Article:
Why I own no photographs.

I was thinking about the oddities of social media photography today.

When I was a kid I grew up in a house wallpapered with family photos. My grandmother dutifully recorded and kept pictures of her husband, each child and each grandchild and each great grandchild and all their various life landmarks.

Photos abounded of first school days, first stuffed toys, first guitars, graduation days, first cars, first jobs.

And although she covered (literally) every wall in pictures, only one picture in the entire house was of herself…and in it she was not alone.

That silver-framed iconographic style photo was her wedding picture.

There were no pictures of the family pets, no pictures of close friends. And if someone were disgraced from the family their photos remained but were relegated to hard to see corners or high shelves.

Later in my life, I came to work for some famous and semi-famous people and I encountered the concept of the ego wall.

I had one boss who was a famous musician and his walls showed him with the President of the US, important government officials in Europe and Asia, other famous musicians, and documented his travels. There was a picture of him in La Scala, at the Eiffel tower, and so on.

Another boss had showcases with city officials, important business people, at ground breakings, at ribbon cuttings.

And so forth.

Then at a certain point in my life I met a woman who’s life was almost purely social. A traveler and a jet setter, her photos were of herself and her friends – actual friends she corresponded with, telephoned, shared cruises with, and so forth. Yet her photos were still of unusual once in a lifetime things. A zipline in Peru, a group shot on the Oasis of the Sea on it’s first cruise, her daughter and herself seated precariously on a camel.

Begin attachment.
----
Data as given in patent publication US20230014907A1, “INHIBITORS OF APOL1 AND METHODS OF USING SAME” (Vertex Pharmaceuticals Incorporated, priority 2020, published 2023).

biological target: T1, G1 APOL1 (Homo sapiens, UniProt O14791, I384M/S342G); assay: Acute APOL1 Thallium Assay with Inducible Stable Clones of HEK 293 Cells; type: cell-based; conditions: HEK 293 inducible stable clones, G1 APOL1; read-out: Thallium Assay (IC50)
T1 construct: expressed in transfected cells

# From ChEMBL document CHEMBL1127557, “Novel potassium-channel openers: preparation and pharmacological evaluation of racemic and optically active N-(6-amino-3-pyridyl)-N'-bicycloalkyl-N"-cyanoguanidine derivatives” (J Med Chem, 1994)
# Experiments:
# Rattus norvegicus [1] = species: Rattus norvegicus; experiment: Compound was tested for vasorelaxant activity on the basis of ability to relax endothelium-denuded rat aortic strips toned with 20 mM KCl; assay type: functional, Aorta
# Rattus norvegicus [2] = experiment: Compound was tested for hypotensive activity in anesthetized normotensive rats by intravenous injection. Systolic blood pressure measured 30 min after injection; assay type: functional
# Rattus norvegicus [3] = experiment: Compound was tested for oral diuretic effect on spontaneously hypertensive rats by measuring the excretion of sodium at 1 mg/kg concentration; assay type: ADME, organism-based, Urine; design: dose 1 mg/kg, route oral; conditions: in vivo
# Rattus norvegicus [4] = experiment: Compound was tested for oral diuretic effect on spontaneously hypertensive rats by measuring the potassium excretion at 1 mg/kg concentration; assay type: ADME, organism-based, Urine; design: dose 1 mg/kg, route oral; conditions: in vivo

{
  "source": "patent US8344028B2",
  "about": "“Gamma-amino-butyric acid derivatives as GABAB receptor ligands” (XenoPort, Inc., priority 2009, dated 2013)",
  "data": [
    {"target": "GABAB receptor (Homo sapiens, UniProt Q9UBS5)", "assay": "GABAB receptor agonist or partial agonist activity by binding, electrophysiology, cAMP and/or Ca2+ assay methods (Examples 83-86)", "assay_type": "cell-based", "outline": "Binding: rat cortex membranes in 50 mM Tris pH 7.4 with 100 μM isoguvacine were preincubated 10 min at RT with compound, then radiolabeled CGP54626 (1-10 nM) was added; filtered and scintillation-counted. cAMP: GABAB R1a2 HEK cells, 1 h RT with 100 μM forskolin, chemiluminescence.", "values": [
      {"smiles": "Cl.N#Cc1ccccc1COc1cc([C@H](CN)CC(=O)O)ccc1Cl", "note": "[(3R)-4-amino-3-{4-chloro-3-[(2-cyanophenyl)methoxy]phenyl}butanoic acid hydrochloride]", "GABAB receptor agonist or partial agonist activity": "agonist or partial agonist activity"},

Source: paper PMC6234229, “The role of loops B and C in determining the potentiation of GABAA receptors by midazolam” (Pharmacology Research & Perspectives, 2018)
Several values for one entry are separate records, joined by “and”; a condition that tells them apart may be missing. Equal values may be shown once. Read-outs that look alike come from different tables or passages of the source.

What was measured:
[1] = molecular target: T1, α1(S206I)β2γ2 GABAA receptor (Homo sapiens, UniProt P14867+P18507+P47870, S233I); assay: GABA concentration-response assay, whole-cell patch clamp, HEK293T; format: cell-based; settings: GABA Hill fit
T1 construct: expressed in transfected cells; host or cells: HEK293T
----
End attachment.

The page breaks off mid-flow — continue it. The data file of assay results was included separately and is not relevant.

And then in my first few years online, I began to see selfies. Photos of the “Here I am with” genre. These pictures still had some uniqueness and flavor to them as people were still documenting comparative rarities in their lives.

Then it was mirror selfies. Bathroom selfies. “You name it” selfies as suddenly people felt a need to document only themselves and all of the time.

Then it was their pets.

Next their meals.

And now memes with pre-printed labels and captions and familiar cartoon or celebrity faces.

I guess I should just be glad we -as a culture- never posted poop glamour shots.

The only thing I have never seen and not sure why – as to me this is as valid as taking and posting pictures of your lunch, (perhaps even more so) – are photo galleries of our internet friends.

A person who collected pictures of his/her internet friends and posted them on his wall would be considered socially odd, one who printed them and hung them in his bedroom would be considered pathologically odd.

Although given that we now consider family photos uncool, photos of ourselves with real friends passe, and photos of our animals cute, and our food, chic, I have no idea why this is; especially as some of my internet friends have shown more compassion and love for me than some of my flesh and blood family.

I’ve seen other posts or had other face to face talks with people who have said the same thing but it is still not something that is actually done.

But it definitely makes me wonder about our culture when a photo of my turkey sandwich, which I met for maybe half an hour one lunchtime and again briefly going the other way the next morning, is considered more worthy or recording and sharing with posterity than the time I actually shook Bob Dylan’s hand.

As it is I have become somewhat disenchanted with the entire process.

Very very few photos of me exist and fewer still are online. I also tend to purge my social media galleries pretty damn regularly as a photo of a rock should not have the same permanence of record as a photo of my Godson taking his first steps should have.

And my real walls do not have a single photograph upon them.

Strange that for me it would come to that, but for me my respect for the reality of an experience has been reduced to my actual memories of that time preserved only in the folds of my mind where I can treasure them all of my life.

But in a world where lettuce has the same value as the president then there is no real point in saving anything at all for the future.

Salud, Salad, and signing off.

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